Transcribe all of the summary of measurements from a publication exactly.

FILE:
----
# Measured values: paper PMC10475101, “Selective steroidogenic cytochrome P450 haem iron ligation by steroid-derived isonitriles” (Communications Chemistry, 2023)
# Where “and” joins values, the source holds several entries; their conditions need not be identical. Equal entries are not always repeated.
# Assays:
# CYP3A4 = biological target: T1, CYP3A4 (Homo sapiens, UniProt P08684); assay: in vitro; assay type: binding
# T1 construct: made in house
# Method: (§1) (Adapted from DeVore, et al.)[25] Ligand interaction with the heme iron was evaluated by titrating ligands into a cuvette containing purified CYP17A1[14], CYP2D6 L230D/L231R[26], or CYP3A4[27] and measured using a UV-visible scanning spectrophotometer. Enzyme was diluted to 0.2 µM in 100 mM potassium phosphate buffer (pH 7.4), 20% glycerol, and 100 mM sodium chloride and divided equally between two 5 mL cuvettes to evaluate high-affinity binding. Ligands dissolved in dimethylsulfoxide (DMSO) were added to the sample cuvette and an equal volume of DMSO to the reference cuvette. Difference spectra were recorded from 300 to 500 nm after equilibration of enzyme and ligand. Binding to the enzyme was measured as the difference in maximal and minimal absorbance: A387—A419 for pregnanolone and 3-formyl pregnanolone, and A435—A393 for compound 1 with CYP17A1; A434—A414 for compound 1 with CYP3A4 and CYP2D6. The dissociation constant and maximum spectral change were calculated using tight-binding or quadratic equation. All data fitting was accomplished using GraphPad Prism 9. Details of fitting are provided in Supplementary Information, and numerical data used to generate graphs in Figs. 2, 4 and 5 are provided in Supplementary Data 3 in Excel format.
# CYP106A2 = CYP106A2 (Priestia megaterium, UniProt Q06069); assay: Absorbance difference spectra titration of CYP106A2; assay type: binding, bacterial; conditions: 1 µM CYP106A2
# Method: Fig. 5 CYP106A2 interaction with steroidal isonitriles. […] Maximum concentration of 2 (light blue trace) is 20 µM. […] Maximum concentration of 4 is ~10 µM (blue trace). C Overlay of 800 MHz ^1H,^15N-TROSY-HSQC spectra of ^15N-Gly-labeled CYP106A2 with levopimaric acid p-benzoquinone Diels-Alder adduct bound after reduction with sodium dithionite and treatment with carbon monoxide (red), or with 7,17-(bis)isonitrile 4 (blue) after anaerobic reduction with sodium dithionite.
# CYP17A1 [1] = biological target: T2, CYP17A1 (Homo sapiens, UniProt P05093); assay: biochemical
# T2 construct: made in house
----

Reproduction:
# Measured values: paper PMC10475101, “Selective steroidogenic cytochrome P450 haem iron ligation by steroid-derived isonitriles” (Communications Chemistry, 2023)
# Where “and” joins values, the source holds several entries; their conditions need not be identical. Equal entries are not always repeated.
# Assays:
# CYP3A4 = biological target: T1, CYP3A4 (Homo sapiens, UniProt P08684); assay: in vitro; assay type: binding
# T1 construct: made in house
# Method: (§1) (Adapted from DeVore, et al.)[25] Ligand interaction with the heme iron was evaluated by titrating ligands into a cuvette containing purified CYP17A1[14], CYP2D6 L230D/L231R[26], or CYP3A4[27] and measured using a UV-visible scanning spectrophotometer. Enzyme was diluted to 0.2 µM in 100 mM potassium phosphate buffer (pH 7.4), 20% glycerol, and 100 mM sodium chloride and divided equally between two 5 mL cuvettes to evaluate high-affinity binding. Ligands dissolved in dimethylsulfoxide (DMSO) were added to the sample cuvette and an equal volume of DMSO to the reference cuvette. Difference spectra were recorded from 300 to 500 nm after equilibration of enzyme and ligand. Binding to the enzyme was measured as the difference in maximal and minimal absorbance: A387—A419 for pregnanolone and 3-formyl pregnanolone, and A435—A393 for compound 1 with CYP17A1; A434—A414 for compound 1 with CYP3A4 and CYP2D6. The dissociation constant and maximum spectral change were calculated using tight-binding or quadratic equation. All data fitting was accomplished using GraphPad Prism 9. Details of fitting are provided in Supplementary Information, and numerical data used to generate graphs in Figs. 2, 4 and 5 are provided in Supplementary Data 3 in Excel format.
# CYP106A2 = CYP106A2 (Priestia megaterium, UniProt Q06069); assay: Absorbance difference spectra titration of CYP106A2; assay type: binding, bacterial; conditions: 1 µM CYP106A2
# Method: Fig. 5 CYP106A2 interaction with steroidal isonitriles. […] Maximum concentration of 2 (light blue trace) is 20 µM. […] Maximum concentration of 4 is ~10 µM (blue trace). C Overlay of 800 MHz ^1H,^15N-TROSY-HSQC spectra of ^15N-Gly-labeled CYP106A2 with levopimaric acid p-benzoquinone Diels-Alder adduct bound after reduction with sodium dithionite and treatment with carbon monoxide (red), or with 7,17-(bis)isonitrile 4 (blue) after anaerobic reduction with sodium dithionite.
# CYP17A1 [1] = biological target: T2, CYP17A1 (Homo sapiens, UniProt P05093); assay: biochemical
# T2 construct: made in house